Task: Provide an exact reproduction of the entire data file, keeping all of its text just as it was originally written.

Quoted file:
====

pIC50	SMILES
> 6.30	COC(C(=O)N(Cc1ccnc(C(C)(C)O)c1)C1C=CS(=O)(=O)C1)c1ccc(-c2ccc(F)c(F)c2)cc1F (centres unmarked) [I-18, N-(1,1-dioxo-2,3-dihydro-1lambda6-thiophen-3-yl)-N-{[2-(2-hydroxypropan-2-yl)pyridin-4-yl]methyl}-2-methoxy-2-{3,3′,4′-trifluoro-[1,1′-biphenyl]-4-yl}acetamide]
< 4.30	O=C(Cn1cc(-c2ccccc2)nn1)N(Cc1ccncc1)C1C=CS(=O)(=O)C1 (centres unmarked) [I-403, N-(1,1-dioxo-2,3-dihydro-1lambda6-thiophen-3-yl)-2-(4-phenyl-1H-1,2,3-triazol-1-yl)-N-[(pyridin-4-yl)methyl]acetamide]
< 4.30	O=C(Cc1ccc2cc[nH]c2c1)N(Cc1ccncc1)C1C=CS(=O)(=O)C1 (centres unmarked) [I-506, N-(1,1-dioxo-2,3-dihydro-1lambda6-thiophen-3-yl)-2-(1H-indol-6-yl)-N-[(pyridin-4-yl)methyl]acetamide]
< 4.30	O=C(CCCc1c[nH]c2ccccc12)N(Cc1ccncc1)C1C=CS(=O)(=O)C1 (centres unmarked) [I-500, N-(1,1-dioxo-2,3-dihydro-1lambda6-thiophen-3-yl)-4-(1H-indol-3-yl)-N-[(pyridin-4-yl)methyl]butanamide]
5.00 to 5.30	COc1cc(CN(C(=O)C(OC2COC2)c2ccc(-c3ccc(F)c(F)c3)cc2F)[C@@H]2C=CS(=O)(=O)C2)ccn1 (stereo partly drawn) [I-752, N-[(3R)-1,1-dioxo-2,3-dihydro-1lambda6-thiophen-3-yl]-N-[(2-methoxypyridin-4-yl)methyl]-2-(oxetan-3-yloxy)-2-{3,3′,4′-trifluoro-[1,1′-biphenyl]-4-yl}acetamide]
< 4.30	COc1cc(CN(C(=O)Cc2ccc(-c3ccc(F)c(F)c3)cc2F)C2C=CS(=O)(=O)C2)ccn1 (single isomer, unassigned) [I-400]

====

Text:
pIC50	SMILES
> 6.30	COC(C(=O)N(Cc1ccnc(C(C)(C)O)c1)C1C=CS(=O)(=O)C1)c1ccc(-c2ccc(F)c(F)c2)cc1F (centres unmarked) [I-18, N-(1,1-dioxo-2,3-dihydro-1lambda6-thiophen-3-yl)-N-{[2-(2-hydroxypropan-2-yl)pyridin-4-yl]methyl}-2-methoxy-2-{3,3′,4′-trifluoro-[1,1′-biphenyl]-4-yl}acetamide]
< 4.30	O=C(Cn1cc(-c2ccccc2)nn1)N(Cc1ccncc1)C1C=CS(=O)(=O)C1 (centres unmarked) [I-403, N-(1,1-dioxo-2,3-dihydro-1lambda6-thiophen-3-yl)-2-(4-phenyl-1H-1,2,3-triazol-1-yl)-N-[(pyridin-4-yl)methyl]acetamide]
< 4.30	O=C(Cc1ccc2cc[nH]c2c1)N(Cc1ccncc1)C1C=CS(=O)(=O)C1 (centres unmarked) [I-506, N-(1,1-dioxo-2,3-dihydro-1lambda6-thiophen-3-yl)-2-(1H-indol-6-yl)-N-[(pyridin-4-yl)methyl]acetamide]
< 4.30	O=C(CCCc1c[nH]c2ccccc12)N(Cc1ccncc1)C1C=CS(=O)(=O)C1 (centres unmarked) [I-500, N-(1,1-dioxo-2,3-dihydro-1lambda6-thiophen-3-yl)-4-(1H-indol-3-yl)-N-[(pyridin-4-yl)methyl]butanamide]
5.00 to 5.30	COc1cc(CN(C(=O)C(OC2COC2)c2ccc(-c3ccc(F)c(F)c3)cc2F)[C@@H]2C=CS(=O)(=O)C2)ccn1 (stereo partly drawn) [I-752, N-[(3R)-1,1-dioxo-2,3-dihydro-1lambda6-thiophen-3-yl]-N-[(2-methoxypyridin-4-yl)methyl]-2-(oxetan-3-yloxy)-2-{3,3′,4′-trifluoro-[1,1′-biphenyl]-4-yl}acetamide]
< 4.30	COc1cc(CN(C(=O)Cc2ccc(-c3ccc(F)c(F)c3)cc2F)C2C=CS(=O)(=O)C2)ccn1 (single isomer, unassigned) [I-400]